Press Release  | 11/30/2010

US Supreme Court Hears California Prison Crowding Case

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Advocates Urge California to Focus on Resolving Crisis, Including Ending Prison as Response to Drug Use
10,000 in Prison for Drug Possession at Cost of $500 Million a Year
WASHINGTON, DC – The United States Supreme Court heard oral arguments today in Schwarzenegger v. Plata, a landmark prison rights case in which a federal court found the unconstitutional conditions of California's prisons were caused primarily by overcrowding and ordered California to reduce prison overcrowding from over 200% of design capacity down (by about 40,000 people) to 137.5% of capacity within two years. California has conceded that the state's prison conditions are unconstitutional but has nonetheless asked the Supreme Court to put the states' right to administer its prisons before the constitutional rights of individuals who are wards of the state.
"One of the primary reasons that the state's prisons are dangerously overcrowded is that California continues to lock up thousands of people each year for low-level drug possession. There is no basis in evidence or principle to expose people to this dangerous environment simply for the possession of a small amount of illicit substances," says Margaret Dooley-Sammuli, deputy state director for the Drug Policy Alliance in Southern California. "California must follow the lead of other states like Texas and New York and stop sending people to state prison for drug possession, which can be handled as a health issue safely, effectively and affordably in the community."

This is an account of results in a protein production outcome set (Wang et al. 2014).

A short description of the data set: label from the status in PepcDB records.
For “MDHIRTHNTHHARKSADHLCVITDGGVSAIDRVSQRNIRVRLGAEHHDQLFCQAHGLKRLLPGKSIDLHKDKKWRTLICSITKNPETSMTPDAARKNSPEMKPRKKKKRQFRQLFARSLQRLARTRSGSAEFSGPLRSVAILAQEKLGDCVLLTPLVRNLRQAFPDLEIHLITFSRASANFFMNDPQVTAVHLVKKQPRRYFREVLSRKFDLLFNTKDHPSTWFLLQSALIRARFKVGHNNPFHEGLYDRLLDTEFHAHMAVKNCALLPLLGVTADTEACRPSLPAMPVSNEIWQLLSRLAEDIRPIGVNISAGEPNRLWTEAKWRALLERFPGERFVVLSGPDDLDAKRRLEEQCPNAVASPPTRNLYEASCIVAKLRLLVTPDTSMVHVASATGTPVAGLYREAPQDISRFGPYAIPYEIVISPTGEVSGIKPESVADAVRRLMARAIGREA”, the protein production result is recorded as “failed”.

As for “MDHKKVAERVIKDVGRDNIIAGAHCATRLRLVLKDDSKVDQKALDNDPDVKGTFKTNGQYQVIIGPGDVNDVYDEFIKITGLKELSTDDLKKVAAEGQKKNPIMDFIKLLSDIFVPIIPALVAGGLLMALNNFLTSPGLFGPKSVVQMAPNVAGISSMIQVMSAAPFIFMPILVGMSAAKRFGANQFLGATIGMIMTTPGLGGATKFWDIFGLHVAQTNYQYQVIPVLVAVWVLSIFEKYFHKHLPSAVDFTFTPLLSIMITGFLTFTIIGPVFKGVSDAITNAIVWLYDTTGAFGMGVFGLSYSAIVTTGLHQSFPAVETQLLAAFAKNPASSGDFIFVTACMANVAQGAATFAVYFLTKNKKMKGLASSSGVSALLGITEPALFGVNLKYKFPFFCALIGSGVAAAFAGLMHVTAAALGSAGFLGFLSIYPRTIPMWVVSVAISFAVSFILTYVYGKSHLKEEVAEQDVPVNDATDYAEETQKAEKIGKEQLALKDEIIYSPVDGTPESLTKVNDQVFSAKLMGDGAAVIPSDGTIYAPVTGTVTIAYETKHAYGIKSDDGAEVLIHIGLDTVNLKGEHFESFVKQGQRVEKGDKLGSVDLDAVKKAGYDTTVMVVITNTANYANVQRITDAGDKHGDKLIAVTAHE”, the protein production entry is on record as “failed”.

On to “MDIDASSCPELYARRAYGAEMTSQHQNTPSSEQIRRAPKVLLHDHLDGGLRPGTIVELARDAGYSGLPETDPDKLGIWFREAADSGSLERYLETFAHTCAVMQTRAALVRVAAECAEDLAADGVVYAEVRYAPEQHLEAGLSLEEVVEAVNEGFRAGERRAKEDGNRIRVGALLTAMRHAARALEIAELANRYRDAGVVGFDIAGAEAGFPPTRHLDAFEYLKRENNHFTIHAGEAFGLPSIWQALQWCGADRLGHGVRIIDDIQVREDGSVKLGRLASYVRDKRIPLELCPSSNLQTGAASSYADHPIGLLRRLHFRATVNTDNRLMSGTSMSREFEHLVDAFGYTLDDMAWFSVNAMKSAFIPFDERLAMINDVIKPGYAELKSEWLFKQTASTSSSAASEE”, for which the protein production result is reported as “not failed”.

"The state currently spends $500 million a year to incarcerate 10,000 people for nothing more than personal drug possession," Dooley-Sammuli continued. "That does not include the unknown number of parolees who have been returned to prison for a few months based on the results of a drug test. This is a terrible waste of scarce resources. Treatment in the community is effective and affordable. Unfortunately, California this year eliminated funding for community-based treatment for drug possession arrestees."
"People who use drugs do not belong in the state's cruel and costly prisons simply for that personal use. We urge California to take the logical step of ending incarceration as a response to drug possession, while expanding opportunities for drug treatment in the community," continued Dooley-Sammuli.
Margaret Dooley-Sammuli at 213-291-4190 or Tommy McDonald at 510-229-5215

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